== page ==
summitstriper21

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About summitstriper21

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  1. A thorough clean of the drag with hard toothbrush bristles did the trick. There was some rust/salt buildup in the drag. Seems to be working fine again. I now see the appeal of a fully sealed drag.
  2. That's the exact issue.
  3. I have an LL Bean streamlight ultra large arbor reel that I've used in Salt for a few years now. I've been diligent about cleaning after each use and at the end of the season. I'm experiencing an issue where the reel retrieval matches the drag. What I mean is that if the drag is opened up, it reels in just fine. But with drag tightened down, it's very difficult to reel in. Has salt done its thing to this reel? Any help?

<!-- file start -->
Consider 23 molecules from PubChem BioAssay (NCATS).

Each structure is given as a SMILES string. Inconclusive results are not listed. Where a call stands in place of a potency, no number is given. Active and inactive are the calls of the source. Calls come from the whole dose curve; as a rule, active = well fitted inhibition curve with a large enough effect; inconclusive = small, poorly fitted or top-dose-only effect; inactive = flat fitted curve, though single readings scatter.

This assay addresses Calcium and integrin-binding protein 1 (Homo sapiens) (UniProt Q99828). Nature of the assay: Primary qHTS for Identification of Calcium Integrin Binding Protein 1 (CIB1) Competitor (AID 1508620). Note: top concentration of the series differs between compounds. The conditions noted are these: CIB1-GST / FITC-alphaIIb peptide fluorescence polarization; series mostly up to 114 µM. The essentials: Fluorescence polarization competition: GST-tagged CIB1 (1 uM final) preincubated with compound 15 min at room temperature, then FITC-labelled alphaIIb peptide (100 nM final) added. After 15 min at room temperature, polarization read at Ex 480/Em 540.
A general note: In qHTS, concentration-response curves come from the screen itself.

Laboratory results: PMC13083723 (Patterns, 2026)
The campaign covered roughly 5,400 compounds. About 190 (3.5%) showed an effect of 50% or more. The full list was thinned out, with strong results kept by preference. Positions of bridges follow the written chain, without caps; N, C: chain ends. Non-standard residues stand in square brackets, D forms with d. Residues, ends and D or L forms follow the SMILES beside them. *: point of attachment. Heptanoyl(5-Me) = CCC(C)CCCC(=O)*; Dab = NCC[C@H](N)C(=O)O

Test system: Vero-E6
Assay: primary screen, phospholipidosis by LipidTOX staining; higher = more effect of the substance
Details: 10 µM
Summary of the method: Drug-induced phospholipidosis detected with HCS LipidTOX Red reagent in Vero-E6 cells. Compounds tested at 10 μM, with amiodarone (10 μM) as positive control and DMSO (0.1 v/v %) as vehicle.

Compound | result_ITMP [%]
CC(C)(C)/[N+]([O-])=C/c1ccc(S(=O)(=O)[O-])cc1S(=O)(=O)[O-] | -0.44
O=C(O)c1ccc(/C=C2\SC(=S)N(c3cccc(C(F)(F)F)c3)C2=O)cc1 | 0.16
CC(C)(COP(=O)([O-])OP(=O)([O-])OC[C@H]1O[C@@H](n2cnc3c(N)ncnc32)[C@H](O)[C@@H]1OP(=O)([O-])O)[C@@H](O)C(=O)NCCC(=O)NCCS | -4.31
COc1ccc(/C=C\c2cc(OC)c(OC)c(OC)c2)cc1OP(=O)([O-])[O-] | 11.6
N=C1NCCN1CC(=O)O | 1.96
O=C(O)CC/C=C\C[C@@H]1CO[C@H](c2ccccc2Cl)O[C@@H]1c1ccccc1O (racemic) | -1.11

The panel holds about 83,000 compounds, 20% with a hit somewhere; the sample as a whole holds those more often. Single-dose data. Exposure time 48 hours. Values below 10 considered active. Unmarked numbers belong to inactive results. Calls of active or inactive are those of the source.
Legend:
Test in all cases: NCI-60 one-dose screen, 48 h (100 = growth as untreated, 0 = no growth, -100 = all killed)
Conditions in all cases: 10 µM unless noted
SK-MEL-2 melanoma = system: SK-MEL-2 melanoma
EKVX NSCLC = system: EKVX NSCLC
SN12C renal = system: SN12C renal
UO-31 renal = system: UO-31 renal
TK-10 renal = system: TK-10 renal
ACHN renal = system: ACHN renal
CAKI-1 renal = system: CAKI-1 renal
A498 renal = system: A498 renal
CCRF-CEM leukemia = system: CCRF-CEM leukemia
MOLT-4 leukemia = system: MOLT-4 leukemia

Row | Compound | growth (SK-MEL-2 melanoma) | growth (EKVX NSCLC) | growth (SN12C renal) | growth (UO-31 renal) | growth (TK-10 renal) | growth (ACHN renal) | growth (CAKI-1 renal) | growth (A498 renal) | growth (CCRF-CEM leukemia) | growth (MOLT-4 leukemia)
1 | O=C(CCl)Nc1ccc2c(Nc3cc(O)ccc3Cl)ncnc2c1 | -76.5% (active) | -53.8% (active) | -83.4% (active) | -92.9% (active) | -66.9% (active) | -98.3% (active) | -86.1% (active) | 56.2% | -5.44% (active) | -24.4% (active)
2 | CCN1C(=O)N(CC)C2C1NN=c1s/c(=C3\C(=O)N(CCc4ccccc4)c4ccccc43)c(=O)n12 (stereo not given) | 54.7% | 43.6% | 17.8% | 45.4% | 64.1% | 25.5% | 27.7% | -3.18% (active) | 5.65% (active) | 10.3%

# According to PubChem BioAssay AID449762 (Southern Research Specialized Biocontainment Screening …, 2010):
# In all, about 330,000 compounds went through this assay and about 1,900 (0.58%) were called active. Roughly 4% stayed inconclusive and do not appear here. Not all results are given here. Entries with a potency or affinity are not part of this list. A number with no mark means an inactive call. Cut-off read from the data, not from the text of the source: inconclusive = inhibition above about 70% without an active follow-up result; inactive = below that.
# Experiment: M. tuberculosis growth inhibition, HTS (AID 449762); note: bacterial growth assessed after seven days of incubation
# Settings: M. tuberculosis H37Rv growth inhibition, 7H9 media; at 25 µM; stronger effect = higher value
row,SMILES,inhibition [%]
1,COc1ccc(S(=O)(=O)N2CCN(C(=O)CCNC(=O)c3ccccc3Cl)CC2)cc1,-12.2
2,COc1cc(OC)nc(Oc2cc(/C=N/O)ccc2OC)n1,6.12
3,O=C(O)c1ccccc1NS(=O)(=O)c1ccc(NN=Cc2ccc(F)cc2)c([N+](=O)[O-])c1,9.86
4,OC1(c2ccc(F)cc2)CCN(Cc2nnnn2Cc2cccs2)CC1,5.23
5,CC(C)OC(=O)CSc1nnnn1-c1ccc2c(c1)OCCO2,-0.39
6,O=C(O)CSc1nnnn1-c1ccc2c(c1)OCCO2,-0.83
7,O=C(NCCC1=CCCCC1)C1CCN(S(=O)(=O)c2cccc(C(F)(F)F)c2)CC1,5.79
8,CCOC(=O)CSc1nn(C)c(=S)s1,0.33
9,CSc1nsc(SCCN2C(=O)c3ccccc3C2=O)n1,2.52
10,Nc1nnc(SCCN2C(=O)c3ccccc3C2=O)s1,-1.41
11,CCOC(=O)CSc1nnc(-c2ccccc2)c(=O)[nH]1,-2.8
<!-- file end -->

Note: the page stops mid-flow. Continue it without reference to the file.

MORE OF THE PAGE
4. Reading back through old posts and messages, I was reminded of past outings down in Chatham, meeting BonefishDick and fishing beside him. I didn't know him well, but he was gracious and welcoming to a newbie 10 years back just learning at Monomoy, offering me many private messages of tips and advice. I got to thinking, it's been a few years since I've posted a report, and I think this is one he would have appreciated and will try to do it in his style. I got to this southern Maine river around 4pm a half hour before high tide, knowing the upper stretch fishes best after it goes slack and begins flowing back towards the sea. With a 4 week old baby girl at home that arrived about when the stripers got here, this was my first outing of the season, and I didn't have much time. I usually take the kayak and like to follow the river 2 miles down to the mouth and fish the tail end of the outgoing tide or, when it's high, go upstream a short ways and follow a few narrow inlets in the estuary. It's a blast when the stripers push bait up into these narrow slots, some that I can just get a paddle stroke through in the kayak. But being short on time, the kayak stayed home, and I raced to get in the waders and lace up the boots. Walking at a brisk pace, I raced past the bait guys sitting near the bridge and worked my way across the mud and marsh grass, most filled now with 6" to 2' of water. I found my first usual spot, at a 90 degree bend in the river that coincides with a deep cut in the mud and a small inlet. I've caught many fish here before so don't skip this spot even though it isn't my primary target for the evening. It had rained hard through the early part of the afternoon and the wind was still up throwing a bit of drizzle around. I threw about 30 casts, my first of the season, and it felt great to just be on the water, hauling through the wind, even getting hung up on my rusty backcasts. As the tide began to slacken, I moved my way a few more bends upriver to a spot that forks in 3 directions and when the tide reverses, all begins to flow into a converging bowl that then wraps sharply into the main channel of fast moving water. This is usually the spot for me. I casted away, chucking into the normal spots - bumping the sand bar, hitting the mud on the opposite bank, dead drifting down the deepest slot of the mud canyon. I should pause here to say that during my time in quarantine, I finally made good on a yearning to learn how to tie flies. So this was the first time I was throwing self-tied flies. I started with a bigger chartreuse and white clouser, but I didn't like the action and found it was getting consistently fouled. After about 15 casts, I did something I rarely ever do here because I've never found it matters much with the schoolies, and that's switch colors. I switched to an olive and white clouser with a tiny gold flash. I immediately preferred the action of the sparser tied fly and realized I had put too much material, or material that isn't the best, on many of the flies I had tied. With Mom and baby expecting me home by 5:30 and the clock now a few minutest past 5, I was anxious for the outflow to pick up. I started slowly working my way up river, cast and side step, cast and side step, when I heard what sounded like a splash up river. I looked and saw a disturbance about 50 yards up river. I immediately stripped in my line and began bounding through the marsh, stepping in one hole that sent me to my knees. When I got to the next bend, I just stood still and waited. Then, a swirl on the far bank. I got ready to cast. Then a bigger slap right in the middle of the current. Mistakenly and over eager, I threw the cast on top of the last splash and stripped in quickly to no avail. There were a few more swirls upriver around the bend. This next cast I led out about 10 yards in front of the swirls and counted to 5 before beginning a much slower strip. Just as I began to feel the tension of my line in the current, that good old tug that I've so missed. I quickly landed and released a healthy schoolie, didn't measure but probably 16"-18." With releasing the fish, I reeled in my line while a half dozen splashes rose in the river. I high-tailed it to the car and raced home to a crying baby:) So some firsts - first fish of the year, first fish on a self-tied fly, first time ever leaving breaking fish, and first fish as a father. If you stayed with me for just the 1 small fish, thanks for reading.